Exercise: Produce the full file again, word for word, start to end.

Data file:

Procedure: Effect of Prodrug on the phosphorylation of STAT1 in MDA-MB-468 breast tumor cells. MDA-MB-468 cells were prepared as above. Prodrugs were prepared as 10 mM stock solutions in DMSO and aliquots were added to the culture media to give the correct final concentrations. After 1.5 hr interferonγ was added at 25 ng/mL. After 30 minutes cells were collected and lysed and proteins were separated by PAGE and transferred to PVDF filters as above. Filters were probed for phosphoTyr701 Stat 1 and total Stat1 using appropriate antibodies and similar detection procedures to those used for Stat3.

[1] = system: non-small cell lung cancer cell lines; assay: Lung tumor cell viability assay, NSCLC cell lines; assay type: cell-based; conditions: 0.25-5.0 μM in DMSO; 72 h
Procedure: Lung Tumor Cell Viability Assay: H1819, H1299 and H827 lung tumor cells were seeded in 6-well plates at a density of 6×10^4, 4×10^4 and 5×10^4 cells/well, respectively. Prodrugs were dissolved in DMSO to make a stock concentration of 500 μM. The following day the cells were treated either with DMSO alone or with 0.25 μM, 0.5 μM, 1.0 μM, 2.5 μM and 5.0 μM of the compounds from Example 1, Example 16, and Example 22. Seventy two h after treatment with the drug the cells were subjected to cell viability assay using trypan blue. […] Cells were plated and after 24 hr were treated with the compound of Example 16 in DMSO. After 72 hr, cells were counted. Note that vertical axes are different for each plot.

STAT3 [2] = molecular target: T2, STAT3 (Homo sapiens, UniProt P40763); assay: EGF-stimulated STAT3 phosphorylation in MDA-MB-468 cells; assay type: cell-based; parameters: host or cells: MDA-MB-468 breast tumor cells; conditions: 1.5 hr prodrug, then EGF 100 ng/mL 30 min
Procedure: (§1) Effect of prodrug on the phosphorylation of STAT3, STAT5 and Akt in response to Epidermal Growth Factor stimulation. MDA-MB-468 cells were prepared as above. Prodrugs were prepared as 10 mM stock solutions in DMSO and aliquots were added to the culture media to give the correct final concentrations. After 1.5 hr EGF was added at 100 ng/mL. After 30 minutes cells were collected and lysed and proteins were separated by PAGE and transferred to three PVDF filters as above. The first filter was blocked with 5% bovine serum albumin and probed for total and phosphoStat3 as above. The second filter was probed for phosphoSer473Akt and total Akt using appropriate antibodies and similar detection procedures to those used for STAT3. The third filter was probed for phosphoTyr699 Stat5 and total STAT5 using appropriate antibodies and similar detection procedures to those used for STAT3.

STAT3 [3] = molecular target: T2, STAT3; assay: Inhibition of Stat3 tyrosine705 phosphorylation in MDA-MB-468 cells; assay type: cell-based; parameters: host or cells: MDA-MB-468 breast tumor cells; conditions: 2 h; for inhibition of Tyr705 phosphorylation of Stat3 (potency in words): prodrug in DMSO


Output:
Procedure: Effect of Prodrug on the phosphorylation of STAT1 in MDA-MB-468 breast tumor cells. MDA-MB-468 cells were prepared as above. Prodrugs were prepared as 10 mM stock solutions in DMSO and aliquots were added to the culture media to give the correct final concentrations. After 1.5 hr interferonγ was added at 25 ng/mL. After 30 minutes cells were collected and lysed and proteins were separated by PAGE and transferred to PVDF filters as above. Filters were probed for phosphoTyr701 Stat 1 and total Stat1 using appropriate antibodies and similar detection procedures to those used for Stat3.

[1] = system: non-small cell lung cancer cell lines; assay: Lung tumor cell viability assay, NSCLC cell lines; assay type: cell-based; conditions: 0.25-5.0 μM in DMSO; 72 h
Procedure: Lung Tumor Cell Viability Assay: H1819, H1299 and H827 lung tumor cells were seeded in 6-well plates at a density of 6×10^4, 4×10^4 and 5×10^4 cells/well, respectively. Prodrugs were dissolved in DMSO to make a stock concentration of 500 μM. The following day the cells were treated either with DMSO alone or with 0.25 μM, 0.5 μM, 1.0 μM, 2.5 μM and 5.0 μM of the compounds from Example 1, Example 16, and Example 22. Seventy two h after treatment with the drug the cells were subjected to cell viability assay using trypan blue. […] Cells were plated and after 24 hr were treated with the compound of Example 16 in DMSO. After 72 hr, cells were counted. Note that vertical axes are different for each plot.

STAT3 [2] = molecular target: T2, STAT3 (Homo sapiens, UniProt P40763); assay: EGF-stimulated STAT3 phosphorylation in MDA-MB-468 cells; assay type: cell-based; parameters: host or cells: MDA-MB-468 breast tumor cells; conditions: 1.5 hr prodrug, then EGF 100 ng/mL 30 min
Procedure: (§1) Effect of prodrug on the phosphorylation of STAT3, STAT5 and Akt in response to Epidermal Growth Factor stimulation. MDA-MB-468 cells were prepared as above. Prodrugs were prepared as 10 mM stock solutions in DMSO and aliquots were added to the culture media to give the correct final concentrations. After 1.5 hr EGF was added at 100 ng/mL. After 30 minutes cells were collected and lysed and proteins were separated by PAGE and transferred to three PVDF filters as above. The first filter was blocked with 5% bovine serum albumin and probed for total and phosphoStat3 as above. The second filter was probed for phosphoSer473Akt and total Akt using appropriate antibodies and similar detection procedures to those used for STAT3. The third filter was probed for phosphoTyr699 Stat5 and total STAT5 using appropriate antibodies and similar detection procedures to those used for STAT3.

STAT3 [3] = molecular target: T2, STAT3; assay: Inhibition of Stat3 tyrosine705 phosphorylation in MDA-MB-468 cells; assay type: cell-based; parameters: host or cells: MDA-MB-468 breast tumor cells; conditions: 2 h; for inhibition of Tyr705 phosphorylation of Stat3 (potency in words): prodrug in DMSO